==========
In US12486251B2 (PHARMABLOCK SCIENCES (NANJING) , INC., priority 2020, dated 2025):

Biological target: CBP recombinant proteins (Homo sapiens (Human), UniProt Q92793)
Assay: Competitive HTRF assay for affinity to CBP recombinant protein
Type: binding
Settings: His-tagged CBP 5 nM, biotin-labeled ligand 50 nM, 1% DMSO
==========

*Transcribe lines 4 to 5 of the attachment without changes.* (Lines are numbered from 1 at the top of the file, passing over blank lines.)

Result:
Type: binding
Settings: His-tagged CBP 5 nM, biotin-labeled ligand 50 nM, 1% DMSO